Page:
Overcriminalisation occurs when a state passes vague, broadly worded and incredibly hard to enforce laws that create a plethora of criminal offences.
Due to the inherent deficiencies in these laws, when promulgated they lead to widespread criminalisation of citizens who inadvertently or unknowingly break the law.
I believe the term precisely illustrates what will happen should the Cannabis for Private Purposes Bill be signed into law by the President in its current form.
The very same custodian of the bill, the Department of Justice and Correctional Services, has recently admitted that “many aspects of the regulations in process are still unclear, including the permitted quantities involved and many definitions of the bill, at the foremost the question as to what constitutes a private space”.
The department has noted that regulations which will follow will clear up all ambiguities, however it remains concerning that the bill is still imprecise so late in the game. When it is eventually signed into law, one can expect a surfeit of legal challenges over interpretations of the bill and, in the worst cases, citizens getting punished for unintended or accidental transgressions of law.
Even more concerning, section 2.1(b) of the bill still incorrectly prohibits the sale of cannabis for private use. In an explanatory note following public comments on the bill at the National Council of Provinces, the Department of Justice made it clearly known that “cannabis cannot be bought or sold” and that cannabis can only “be acquired from someone else – but not by paying them for it”. Essentially then, the department foresees a context in which individuals who cultivate cannabis within the parameters of the law will freely give the produce to those who seek cannabis for private use – a kind of “cannabis-sharing community”.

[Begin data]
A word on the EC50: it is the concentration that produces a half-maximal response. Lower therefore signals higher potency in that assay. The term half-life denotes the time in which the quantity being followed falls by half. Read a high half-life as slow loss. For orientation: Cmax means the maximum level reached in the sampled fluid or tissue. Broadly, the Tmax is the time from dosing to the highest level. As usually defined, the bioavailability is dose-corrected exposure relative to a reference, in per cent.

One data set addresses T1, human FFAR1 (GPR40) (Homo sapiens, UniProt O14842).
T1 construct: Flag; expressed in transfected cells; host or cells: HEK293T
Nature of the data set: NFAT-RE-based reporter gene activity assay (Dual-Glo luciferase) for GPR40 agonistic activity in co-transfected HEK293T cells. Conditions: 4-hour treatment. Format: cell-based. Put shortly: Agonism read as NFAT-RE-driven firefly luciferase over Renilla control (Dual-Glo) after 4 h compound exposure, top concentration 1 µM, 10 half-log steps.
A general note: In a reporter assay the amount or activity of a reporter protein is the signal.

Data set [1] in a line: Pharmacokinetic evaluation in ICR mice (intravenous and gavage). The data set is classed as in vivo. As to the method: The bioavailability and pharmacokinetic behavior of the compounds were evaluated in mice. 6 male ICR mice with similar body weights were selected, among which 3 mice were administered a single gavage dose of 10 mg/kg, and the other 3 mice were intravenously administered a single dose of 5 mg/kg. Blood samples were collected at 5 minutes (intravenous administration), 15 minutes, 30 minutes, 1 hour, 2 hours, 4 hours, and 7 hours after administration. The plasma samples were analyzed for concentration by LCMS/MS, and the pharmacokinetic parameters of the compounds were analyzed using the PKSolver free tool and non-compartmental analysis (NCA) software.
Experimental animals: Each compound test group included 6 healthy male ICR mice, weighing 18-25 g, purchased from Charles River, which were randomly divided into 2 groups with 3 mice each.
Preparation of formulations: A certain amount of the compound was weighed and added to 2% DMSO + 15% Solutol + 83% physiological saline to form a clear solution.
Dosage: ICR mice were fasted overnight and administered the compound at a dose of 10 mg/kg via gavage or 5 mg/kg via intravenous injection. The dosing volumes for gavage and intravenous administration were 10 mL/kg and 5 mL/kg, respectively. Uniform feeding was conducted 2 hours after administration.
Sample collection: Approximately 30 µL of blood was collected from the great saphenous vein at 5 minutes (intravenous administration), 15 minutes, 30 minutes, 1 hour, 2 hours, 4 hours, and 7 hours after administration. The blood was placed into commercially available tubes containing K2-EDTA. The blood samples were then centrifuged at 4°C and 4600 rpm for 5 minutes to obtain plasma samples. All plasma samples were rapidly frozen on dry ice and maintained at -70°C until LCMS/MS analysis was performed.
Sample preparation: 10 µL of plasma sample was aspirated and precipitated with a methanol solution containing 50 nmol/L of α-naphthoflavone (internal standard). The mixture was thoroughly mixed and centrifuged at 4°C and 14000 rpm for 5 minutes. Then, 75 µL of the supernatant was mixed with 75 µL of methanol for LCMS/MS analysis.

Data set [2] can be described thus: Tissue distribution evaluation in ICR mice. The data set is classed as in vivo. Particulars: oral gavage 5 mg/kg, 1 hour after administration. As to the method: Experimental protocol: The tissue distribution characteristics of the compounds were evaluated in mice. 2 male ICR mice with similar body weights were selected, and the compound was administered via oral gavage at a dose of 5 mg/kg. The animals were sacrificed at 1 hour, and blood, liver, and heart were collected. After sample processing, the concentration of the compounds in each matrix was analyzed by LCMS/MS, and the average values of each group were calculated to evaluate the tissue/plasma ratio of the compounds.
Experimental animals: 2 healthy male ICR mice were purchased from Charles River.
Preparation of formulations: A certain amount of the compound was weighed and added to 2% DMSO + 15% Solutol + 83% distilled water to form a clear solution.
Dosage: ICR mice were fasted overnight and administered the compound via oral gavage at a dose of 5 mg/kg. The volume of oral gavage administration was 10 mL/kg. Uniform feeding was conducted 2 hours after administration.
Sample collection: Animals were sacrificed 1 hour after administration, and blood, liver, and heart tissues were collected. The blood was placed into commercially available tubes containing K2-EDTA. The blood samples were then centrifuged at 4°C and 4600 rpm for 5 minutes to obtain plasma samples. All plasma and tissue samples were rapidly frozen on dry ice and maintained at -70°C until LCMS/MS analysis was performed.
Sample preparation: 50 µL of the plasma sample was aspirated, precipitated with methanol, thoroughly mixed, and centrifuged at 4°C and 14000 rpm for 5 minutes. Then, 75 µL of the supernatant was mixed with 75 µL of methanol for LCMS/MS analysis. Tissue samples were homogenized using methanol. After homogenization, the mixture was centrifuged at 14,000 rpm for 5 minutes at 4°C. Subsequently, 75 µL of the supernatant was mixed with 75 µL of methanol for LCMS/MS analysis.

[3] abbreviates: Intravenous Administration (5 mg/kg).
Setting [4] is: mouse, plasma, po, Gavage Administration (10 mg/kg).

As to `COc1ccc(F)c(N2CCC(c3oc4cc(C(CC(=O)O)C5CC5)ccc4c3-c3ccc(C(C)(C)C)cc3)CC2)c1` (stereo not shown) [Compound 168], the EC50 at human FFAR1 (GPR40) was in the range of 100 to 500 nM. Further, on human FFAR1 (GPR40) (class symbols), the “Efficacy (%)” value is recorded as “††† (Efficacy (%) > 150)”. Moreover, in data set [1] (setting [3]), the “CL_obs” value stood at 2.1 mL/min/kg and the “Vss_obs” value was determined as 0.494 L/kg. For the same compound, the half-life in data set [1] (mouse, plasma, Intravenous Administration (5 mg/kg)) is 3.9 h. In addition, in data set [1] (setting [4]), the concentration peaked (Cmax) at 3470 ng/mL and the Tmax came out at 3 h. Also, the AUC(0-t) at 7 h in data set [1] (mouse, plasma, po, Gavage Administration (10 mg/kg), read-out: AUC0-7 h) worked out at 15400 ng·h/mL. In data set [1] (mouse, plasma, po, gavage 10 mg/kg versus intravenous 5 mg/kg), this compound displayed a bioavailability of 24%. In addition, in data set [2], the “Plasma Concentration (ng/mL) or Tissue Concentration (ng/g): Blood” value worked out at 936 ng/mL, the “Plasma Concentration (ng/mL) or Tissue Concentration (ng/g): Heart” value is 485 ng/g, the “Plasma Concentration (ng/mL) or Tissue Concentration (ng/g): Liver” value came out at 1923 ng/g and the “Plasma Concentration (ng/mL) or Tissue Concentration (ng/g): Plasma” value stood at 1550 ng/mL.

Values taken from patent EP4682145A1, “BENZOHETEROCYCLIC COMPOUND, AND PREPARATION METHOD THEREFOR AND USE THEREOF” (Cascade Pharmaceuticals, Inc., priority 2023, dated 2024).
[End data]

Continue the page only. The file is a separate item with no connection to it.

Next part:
I do not have to point out how improbable this is. In fact, such a prohibition is in stark contrast to emerging data regarding non-commercial cannabis cultivation behaviours. Research published in the International Journal of Drug Policy on non-commercial cannabis cultivation in Spain has found that many non-commercial growers cultivate cannabis to save money and as such, due to the time, effort, and resources that go into growing cannabis, are likely to engage in entrepreneurial behaviour with the additional produce they cultivate – ie, by selling the cannabis to willing buyers rather than simply giving it away.
Even more concerning, prohibitions on the sale of cannabis, when considering the socio-economic disparities in South Africa, can only be understood as prejudice, if not discriminatory.
Here, the department has seemingly forgotten that large sections of South Africa’s population live within poor and marginalised communities – the majority being black persons.
Many of these individuals seeking cannabis for private consumption do not have the necessary resources and knowledge to cultivate high-grade cannabis. It is inevitable that with no other option, these individuals are likely to purchase their cannabis from willing sellers – automatically criminalising their efforts to exercise cannabis consumption privately.
In stark contrast, members of more affluent communities will be able to cultivate high-grade cannabis for their own private use and will do so in their own private spaces.
Effectively then, if the government continues to place prohibitions on the sale of cannabis for private use, there will be no legal pathway to obtain cannabis for individuals who cannot cultivate their own cannabis, the majority of them in marginalised communities, or find someone who is willing to provide cannabis for free.
Not only does this represent discriminatory law making, but it also plants the seeds for the overcriminalisation of persons from less affluent and marginalised communities.
The government ought to reconsider its prohibition on the sale of cannabis for private use.
* Maposa is a political-economic writer and the director of Surgetower Associates, a specialist public policy, corporate and foreign affairs consultancy.